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A few years ago, tiny home enthusiasts gathered at the St. Johns County Fairgrounds for 2016 Florida Tiny House Festival. The “tiny house” craze swept the nation in 2016 thanks in part to television shows like Tiny House – Big Living, Tiny House Builders, and Tiny House Hunters. To many, the appeal of a tiny home is part liberation, part simplicity. If you’re not familiar, a “tiny house” is a small home structure which is portable and typically under 500 square-feet. Those who decide to own a tiny home often go through an extreme downsizing of their lifestyle as they attempt to fit as much into as small a space as possible while still having it be livable. Some tiny homes are even under 100 square-feet and are known as micro houses.
The reasons why people decide to “go tiny” vary as much as the designs of the homes themselves. For some it is to reduce their environmental impact while for others it is a financial decision. “I just paid off a credit card. I have no rent, no utilities, no water. Well, not much water. I have a tiny garbage can it takes me three weeks to fill,” said Renee McLaughlin who owns an 87 square-foot micro-house. Her previous home, a 3,300 square-foot house, is rented out and used as a source of income. She now travels the country visiting tiny home festivals as people marvel at her small living space.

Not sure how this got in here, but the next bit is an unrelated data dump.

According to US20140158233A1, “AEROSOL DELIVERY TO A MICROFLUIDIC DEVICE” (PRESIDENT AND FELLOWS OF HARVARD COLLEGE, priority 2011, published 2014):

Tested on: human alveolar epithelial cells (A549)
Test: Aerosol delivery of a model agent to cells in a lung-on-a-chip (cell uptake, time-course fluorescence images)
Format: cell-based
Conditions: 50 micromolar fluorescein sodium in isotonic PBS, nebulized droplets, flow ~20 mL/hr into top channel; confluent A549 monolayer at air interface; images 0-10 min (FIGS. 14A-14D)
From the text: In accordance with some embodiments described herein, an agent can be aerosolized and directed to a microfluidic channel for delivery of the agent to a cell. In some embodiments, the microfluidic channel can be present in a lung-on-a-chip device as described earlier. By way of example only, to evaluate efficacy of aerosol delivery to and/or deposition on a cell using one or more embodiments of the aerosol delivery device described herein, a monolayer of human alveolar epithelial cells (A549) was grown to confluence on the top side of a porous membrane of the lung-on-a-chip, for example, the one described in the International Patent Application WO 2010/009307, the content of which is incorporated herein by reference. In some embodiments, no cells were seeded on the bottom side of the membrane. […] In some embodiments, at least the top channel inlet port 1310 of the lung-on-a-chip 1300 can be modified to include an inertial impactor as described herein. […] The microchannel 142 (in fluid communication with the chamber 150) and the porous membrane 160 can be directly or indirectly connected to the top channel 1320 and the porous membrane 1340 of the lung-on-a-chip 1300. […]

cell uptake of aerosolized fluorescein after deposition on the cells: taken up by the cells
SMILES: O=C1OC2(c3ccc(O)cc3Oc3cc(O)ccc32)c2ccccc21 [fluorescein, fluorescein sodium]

This first Florida Tiny House Festival featured roughly 90 homes in styles ranging from micro-cabins and converted horse trailers to yurts and converted shipping containers. The festival was truly unique in that it has been registered with the Guinness Book of World Records as the largest gathering of tiny structures on record (all under 500 square feet).
Tiny homes have gained popularity with many groups including retirees, Millennials, and even large families. To many, the advantages of mobility, low to no property taxes, no utilities and minimalism far outweigh any cramping they may feel.